Swinoujscie LNG Gas Terminal, Poland
Since 2006 Poland has been in talks with various LNG producers to allow it to diversify its gas supply and reduce its reliance on Russian gas provided by Gazprom.
Poland was caught up in a row between Russia and the Ukraine, which resulted in a reduction of gas supplies to Poland, Hungary and Austria. The Polish government is anxious to avoid a repeat of this and is building an LNG terminal and investigating the possibility of a pipeline from Norway, Ukraine, Denmark or Germany.
The terminal is being constructed at Swinoujscie near Szczecin in the western part of Poland's Baltic coast (West Pomeranian region).
The advantages of this placement include the lower costs to receive big ships and freight compred with those in Gdansk, and there are large gas consumers (power station and chemical plant) in the immediate vicinity.
Around €950m was secured for Poland's first LNG project in March 2010. Construction is scheduled for completion in June 2014.
Swinoujscie annual demand
In 2009 Poland's annual demand for gas was around 16.4 billion cubic metres. Domestic production accounts for five billion cubic metres (30%) and the remainder is provided by Russian imports.
The new Nord Stream line from Russia to Germany (missing out Poland) may have an effect on the amount of gas available for Poland from Russia.
Poland is nervous about Russian gas. Gaz de France (GDF) previously expressed an interest in helping Poland to build and establish an LNG terminal.
Under an agreement signed in November 2009, GDF agreed to supply 10.27 billion cubic metres of gas every year to Poland from 2022 to 2037. The contract will, however, be valid only after the required documents between the governments of Poland and Russia are signed.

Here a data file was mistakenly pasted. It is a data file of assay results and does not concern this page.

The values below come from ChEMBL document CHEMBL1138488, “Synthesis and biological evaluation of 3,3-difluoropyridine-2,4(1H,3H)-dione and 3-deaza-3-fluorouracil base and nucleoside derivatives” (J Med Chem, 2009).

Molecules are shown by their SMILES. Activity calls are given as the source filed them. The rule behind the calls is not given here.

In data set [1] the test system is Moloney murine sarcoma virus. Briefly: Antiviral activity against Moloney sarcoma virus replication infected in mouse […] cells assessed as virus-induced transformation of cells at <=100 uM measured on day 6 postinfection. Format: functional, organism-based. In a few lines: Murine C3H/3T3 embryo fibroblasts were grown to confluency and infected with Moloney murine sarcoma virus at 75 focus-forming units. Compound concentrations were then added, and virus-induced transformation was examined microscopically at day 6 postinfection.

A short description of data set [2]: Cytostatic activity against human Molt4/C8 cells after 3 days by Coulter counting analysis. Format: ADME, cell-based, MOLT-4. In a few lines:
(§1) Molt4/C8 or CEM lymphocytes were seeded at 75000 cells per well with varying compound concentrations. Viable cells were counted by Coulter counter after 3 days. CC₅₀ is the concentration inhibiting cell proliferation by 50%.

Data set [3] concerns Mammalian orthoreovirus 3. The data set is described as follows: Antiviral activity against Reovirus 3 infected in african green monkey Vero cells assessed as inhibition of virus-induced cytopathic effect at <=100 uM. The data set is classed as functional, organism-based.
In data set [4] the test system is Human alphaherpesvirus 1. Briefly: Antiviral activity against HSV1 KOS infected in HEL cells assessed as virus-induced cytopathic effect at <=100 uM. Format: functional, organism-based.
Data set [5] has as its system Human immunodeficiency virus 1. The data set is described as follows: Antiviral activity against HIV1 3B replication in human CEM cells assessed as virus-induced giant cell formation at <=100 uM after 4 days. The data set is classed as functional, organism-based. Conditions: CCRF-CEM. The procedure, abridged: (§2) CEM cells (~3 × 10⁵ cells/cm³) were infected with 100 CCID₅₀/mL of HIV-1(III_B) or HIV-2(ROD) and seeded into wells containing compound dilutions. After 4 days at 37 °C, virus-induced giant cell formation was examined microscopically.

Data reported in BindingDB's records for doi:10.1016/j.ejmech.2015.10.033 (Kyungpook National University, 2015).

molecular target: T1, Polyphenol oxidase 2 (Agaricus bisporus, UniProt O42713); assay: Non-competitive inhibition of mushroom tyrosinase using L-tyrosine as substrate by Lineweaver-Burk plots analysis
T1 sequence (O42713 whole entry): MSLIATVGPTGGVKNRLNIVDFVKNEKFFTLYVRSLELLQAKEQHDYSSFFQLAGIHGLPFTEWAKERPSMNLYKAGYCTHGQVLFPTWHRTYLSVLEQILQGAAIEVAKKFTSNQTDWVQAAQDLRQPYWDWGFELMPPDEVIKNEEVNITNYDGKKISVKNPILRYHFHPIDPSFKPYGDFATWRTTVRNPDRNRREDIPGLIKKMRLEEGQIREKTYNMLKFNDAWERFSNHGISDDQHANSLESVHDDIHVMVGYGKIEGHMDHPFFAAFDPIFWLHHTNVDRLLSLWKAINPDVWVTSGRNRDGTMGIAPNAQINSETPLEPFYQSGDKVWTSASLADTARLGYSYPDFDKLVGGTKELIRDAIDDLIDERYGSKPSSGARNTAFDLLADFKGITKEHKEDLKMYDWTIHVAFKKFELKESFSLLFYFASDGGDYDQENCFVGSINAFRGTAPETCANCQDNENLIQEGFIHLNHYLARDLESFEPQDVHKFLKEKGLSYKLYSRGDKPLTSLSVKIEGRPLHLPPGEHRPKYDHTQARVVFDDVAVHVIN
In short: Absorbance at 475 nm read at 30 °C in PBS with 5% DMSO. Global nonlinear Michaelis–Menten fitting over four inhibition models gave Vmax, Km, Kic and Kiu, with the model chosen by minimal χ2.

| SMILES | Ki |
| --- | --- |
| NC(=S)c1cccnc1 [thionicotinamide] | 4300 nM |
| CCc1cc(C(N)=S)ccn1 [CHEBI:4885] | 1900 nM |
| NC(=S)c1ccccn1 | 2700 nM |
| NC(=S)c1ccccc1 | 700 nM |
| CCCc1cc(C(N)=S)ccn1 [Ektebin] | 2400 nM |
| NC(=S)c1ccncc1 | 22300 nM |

Polish LNG terminal
In January 2008, after a long period of consultation, Canadian LNG engineering specialist SNC-Lavalin was chosen by the Polish natural gas distributor Polskie Gornictwo Naftowe i Gazownictwo (PGNiG) to carry out the front-end engineering and design (FEED) contract for Poland's first LNG import terminal (contract was signed on 10 January 2008).
The site chosen for the new facility is on the Baltic coast at Swinoujscie. The FEED contract is worth zlotyl26m (C$10.6m, €7.2m) and SNC-Lavalin was chosen as the preferred contractor over five other bidders in the tender process including Suez-Tractebel of France.
The engineering, procurement and construction (EPC) contract for the project was awarded to a consortium of Saipem SpA (SPM.MI) of Italy, Saipem SA of France, Italy's Techint Compagnia Tecnica Internazionale, Snamprogetti of Canada, PBG SA of Poland and PBG Export Sp. z o.o. of Poland. The consortium will be led by Saipem SpA.
The value of the contract is PLN2.95bn ($930m). Construction is expected to start in 2011.
The Polish gas distributor PGNiG hopes to complete construction of the new terminal and bring it onstream by June 2014.
The new terminal is expected to initially receive 2.5 billion cubic metres of liquefied gas a year as part of the Polish strategy to limit its dependence on imports from Russia.
The LNG terminal will be fully equipped with unloading jetty for large LNG tankers (with a boil-off and recondensing facility), two storage tanks and regasification train to produce gas at the correct pressure for the grid. Supply contracts for LNG have yet to be negotiated (in discussion with Algeria's Sonatrach).
Finance and expansion
The capacity will be enhanced in subsequent expansion phases of the project depending on demand to five billion cubic metres and then to 7.5 billion cubic metres by 2017 or 2018.
The cost of the project was estimated to be (based on current prices of steel and other materials), around €350m to €450m, but this increased by €500m to reach €950m.
Out of the total cost of €950m, €200m will be provided by European Bank for Reconstruction and Development. The remaining €750m will be arranged by purchase of €75m of Polskie LNG bonds by each of ten other banks led by Bank Pekao and PKO Bank Polski.